When Bob Myron found out it was going to be about minus-56 degrees Fahrenheit for the 1981 AFC Championship game at Riverfront Stadium, his son Patrick thought — and initially hoped — he’d say they’d watch the game at home.
Instead, Patrick recalled his dad say, “Go find everything you own, put it on and let’s go to the game.”
The Bengals beat the San Diego Chargers 27-7 on Jan. 10, 1982, and it took days for Patrick and his dad to defrost.
That is one of the hundreds of memories Fairfield City Councilman Bob Myron’s family and friends have of him, and they need to “hold on to these memories just as a miser would hold on to gold,” said Sacred Heart pastor Father Larry Tharp during Myron’s funeral service Monday.
Myron, who was sworn in as the First Ward City Council member last year, died this last Wednesday after being in the hospital for a medical procedure. He was 76.
He is survived by his wife of 52-plus years, Vicki, his son Patrick Myron, daughter Judy Ash and three grandchildren.
Scores of people paid their respects to Myron and his family during Monday’s visitation at Avance Funeral Home and a Mass of Christian Burial at Sacred Heart Church.
“Bob was a big part of the Fairfield community. He was a big advocate for our city,” Tharp said. “Bob was a man who believed in his community, and he didn’t just talk as a man who believed in his community — he acted as one who believed in his community. Fairfield is better for Bob’s presence, and we are all better in Fairfield because Bob cared for all of us.”
Myron grew up in Pittsburgh, graduated from Duquesne University and received training from the Kellogg Graduate School of Management at Northwestern University and the Harvard Business School. And when he relocated his family to Southwest Ohio more than four decades ago, it wasn’t initially in Fairfield.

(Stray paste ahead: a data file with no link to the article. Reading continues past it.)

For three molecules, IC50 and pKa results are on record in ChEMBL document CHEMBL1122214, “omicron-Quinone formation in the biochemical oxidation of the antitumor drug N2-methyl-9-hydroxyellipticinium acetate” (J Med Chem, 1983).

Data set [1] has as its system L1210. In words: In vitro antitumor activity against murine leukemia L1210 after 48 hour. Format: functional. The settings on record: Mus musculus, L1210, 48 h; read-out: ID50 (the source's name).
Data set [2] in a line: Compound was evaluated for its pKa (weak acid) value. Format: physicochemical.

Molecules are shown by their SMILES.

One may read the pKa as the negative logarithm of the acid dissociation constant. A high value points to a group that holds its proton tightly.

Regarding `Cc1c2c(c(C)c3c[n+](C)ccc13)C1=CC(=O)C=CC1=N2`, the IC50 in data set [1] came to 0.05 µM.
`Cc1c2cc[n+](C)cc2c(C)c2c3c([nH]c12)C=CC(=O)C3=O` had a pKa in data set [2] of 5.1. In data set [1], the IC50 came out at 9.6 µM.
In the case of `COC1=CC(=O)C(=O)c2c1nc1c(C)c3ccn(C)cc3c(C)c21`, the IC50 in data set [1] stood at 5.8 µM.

Most of his professional career was with Mosler, Inc. in Hamilton, and he retired at the end of 2003. However, he didn’t stay retired as he formed his own consulting firm, Bob Myron & Associates, focusing on marketing and sales programs.
But one would not have known he wasn’t a native just by looking at his volunteer resume: Fairfield Parks and Recreation Board member and vice chair, Fairfield Planning Commission member, Fairfield Community Arts Advisory Committee, and Fairfield City Council member. He also served on the Butler County Mental Health Board (including as president) and the Butler County United Way board.
Patrick Myron said his father’s legacy is almost surreal as he was a “strong advocate” for Fairfield.
“How do I share what he was, how he lived his life and how he impacted to so many people?” he said. “Honestly, I can’t imagine.”
Above all of his education, and community and business involvement, Tharp said Myron “was a family man.
“I figured there would be email in heaven, so why not,” he said. “I told him I loved him and I missed him already. I’m sure he got the message.”
Memorial contributions in memory of Bob Myron may be made to the National Kidney Foundation or the American Heart Association.